Sure, Darvish is a candidate for regression. On the other hand, think about all those starts he might have left against Houston.
News and notes
• The Dodgers had their hearts broken again by the Giants late Saturday night for the second consecutive night; Guillermo Quiroz hit a walk-off homer the night after Buster Posey did it. Tonight, Hyun-Jin Ryu will pitch for the Dodgers on "Sunday Night Baseball" and try to prevent a sweep -- and quietly, he is off to an excellent start in his big league career, with a whole lot of strikeouts.
He has the second-most strikeouts for pitchers in their first six starts over the past 10 seasons, according to the Elias Sports Bureau.
The game on Saturday was crazy, writes Ann Killion. Yet another Giants starter is struggling: You can add Ryan Vogelsong to the list that includes Matt Cain and Tim Lincecum. Vogelsong says his arm is fine.
• The Dodgers are doing well off the field.
• You can't stop the Indians, you can only hope to contain them. That's six straight wins for Cleveland, and counting.
From Elias: Jose Fernandez of the Marlins became the first starter under the age of 21 to throw at least seven scoreless innings with nine strikeouts and one hit or fewer since Kerry Wood did it in May 1998.
• The Cardinals have had a major bullpen issue in the past week, and Derrick Goold writes about one guy right in the middle of it.
Meanwhile, a rookie reliever made it look easy.
Dings and dents
7. Yunel Escobar's hand is not busted.
Moves, deals and decisions
3. All the Dodgers' options look bad, writes Steve Dilbeck.
1. The Phillies were shut down by a phenom.
2. The Pirates kept giving away 90 feet, says Clint Hurdle.
A. His fastball averaged 92.6 mph (his highest since July 27 of last season).
B. He threw 72 percent fastballs (second straight start over 70 percent) and hitters went 4-for-21 against it.
C. He threw 58 percent of his fastballs up in the zone (his highest percentage this season).
D. The Athletics didn't make him pay, hitting 11 fly balls (six ground balls/line drives) against fastballs, the most since Aug. 22 of last season.
6. This time, Kevin Correia struggled.
What are the issues causing R.A. Dickey to struggle this season? One of them is that Dickey has lost one of the keys to what made him so valuable last season -- the hard knuckleball. Last year, Dickey threw nearly 500 knuckleballs at 80-plus mph (491 by our count). They netted him 179 outs and only 31 hits/walks allowed. Of those outs, 92 were via strikeout. It was a significantly better pitch at netting outs than his sub-80 knuckler. This season, Dickey has thrown a total of 12 knuckleballs with an average speed of 80-plus mph. In other words, he's thrown fewer in seven starts this season than he did in an average start in 2012.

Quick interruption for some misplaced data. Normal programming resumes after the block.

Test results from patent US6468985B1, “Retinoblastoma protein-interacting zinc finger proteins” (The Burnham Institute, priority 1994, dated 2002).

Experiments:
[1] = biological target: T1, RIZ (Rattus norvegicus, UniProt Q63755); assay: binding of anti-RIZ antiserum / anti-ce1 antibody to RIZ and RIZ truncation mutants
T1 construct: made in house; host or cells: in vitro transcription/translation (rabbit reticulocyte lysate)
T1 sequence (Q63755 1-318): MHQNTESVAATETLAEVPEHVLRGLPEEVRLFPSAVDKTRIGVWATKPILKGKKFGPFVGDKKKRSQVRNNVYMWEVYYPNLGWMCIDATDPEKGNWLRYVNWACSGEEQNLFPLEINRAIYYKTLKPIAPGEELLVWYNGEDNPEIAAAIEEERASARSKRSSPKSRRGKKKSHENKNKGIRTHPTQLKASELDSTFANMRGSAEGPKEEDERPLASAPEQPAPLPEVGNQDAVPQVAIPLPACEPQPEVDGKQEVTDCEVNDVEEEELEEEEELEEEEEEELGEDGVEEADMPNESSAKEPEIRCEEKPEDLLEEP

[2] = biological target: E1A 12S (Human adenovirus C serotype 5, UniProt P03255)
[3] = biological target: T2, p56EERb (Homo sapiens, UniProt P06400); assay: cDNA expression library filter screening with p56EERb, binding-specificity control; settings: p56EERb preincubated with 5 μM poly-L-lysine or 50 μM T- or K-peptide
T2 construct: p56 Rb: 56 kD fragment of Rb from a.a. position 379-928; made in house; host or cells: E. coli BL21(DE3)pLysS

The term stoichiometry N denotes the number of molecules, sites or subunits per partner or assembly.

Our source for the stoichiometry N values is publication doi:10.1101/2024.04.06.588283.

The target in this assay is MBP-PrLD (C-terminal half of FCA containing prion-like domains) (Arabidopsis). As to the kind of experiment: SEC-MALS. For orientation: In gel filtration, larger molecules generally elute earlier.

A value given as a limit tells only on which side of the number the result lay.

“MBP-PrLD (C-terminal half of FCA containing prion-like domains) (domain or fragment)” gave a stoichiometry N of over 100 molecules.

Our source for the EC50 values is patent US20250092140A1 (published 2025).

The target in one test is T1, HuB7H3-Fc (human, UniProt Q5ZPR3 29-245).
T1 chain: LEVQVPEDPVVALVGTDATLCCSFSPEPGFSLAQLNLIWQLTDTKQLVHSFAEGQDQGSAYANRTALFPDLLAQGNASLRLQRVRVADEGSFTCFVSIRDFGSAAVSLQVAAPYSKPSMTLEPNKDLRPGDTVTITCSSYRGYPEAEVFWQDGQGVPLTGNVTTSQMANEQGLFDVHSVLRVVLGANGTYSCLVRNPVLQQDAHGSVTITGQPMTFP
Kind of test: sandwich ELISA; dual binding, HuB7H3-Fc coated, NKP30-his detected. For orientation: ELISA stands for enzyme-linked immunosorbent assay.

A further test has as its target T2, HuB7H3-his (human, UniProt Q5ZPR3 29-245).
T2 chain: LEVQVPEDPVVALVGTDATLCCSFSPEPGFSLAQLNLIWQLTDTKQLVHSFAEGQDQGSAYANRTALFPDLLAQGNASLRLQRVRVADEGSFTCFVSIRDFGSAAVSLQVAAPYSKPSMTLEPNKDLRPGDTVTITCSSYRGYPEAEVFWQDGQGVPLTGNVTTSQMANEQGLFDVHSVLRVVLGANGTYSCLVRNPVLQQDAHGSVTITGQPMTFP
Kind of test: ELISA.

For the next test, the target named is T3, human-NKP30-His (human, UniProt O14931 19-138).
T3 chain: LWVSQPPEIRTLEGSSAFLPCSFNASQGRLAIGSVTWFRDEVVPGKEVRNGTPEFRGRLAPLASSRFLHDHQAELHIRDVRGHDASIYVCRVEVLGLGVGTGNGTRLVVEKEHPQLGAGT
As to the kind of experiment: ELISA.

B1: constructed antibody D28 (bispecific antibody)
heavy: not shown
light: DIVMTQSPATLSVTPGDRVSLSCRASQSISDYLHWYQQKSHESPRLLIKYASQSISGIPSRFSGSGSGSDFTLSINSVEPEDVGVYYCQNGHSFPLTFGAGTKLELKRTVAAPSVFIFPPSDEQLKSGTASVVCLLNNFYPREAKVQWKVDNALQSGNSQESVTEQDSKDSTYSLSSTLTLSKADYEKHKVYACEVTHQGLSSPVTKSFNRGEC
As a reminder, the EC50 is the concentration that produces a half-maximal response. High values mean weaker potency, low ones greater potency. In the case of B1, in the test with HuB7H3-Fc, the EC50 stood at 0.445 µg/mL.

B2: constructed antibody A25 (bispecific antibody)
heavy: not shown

The Phillies' plan is not working, writes Bob Ford.
The Reds got some charity.
The Brewers have a St. Louis problem.
The Arizona hitters like the new dimensions of Petco.
The Yankees are defying the odds with their success against lefties, writes Joel Sherman.
Jackie Bradley Jr. is not feeling sorry for himself, writes Scott Lauber.
The Jays deny they have clubhouse issues, writes John Lott.
The frustration builds for Joe Mauer, writes Mike Berardino.
Mike Scioscia gave up the DH, and it came back to hurt the Angels.
• We did this E:60 piece on Red Sox groundskeeper David Mellor, who has had an incredible journey.
• Sunday's Mets-Braves game was postponed, the 21st MLB postponement this season, matching the total from all of last season (including one in the ALCS). Seven of those last season came in September.
• Tyler Kepner writes about the 200 wins club, which is tougher than ever to make.
• Ron Washington says cost is an obstacle for African-American kids who want to play baseball.
And today will be better than yesterday.
Buster Olney writes about eight interesting early-season MLB trends, including Miguel Cabrera's RBI pace.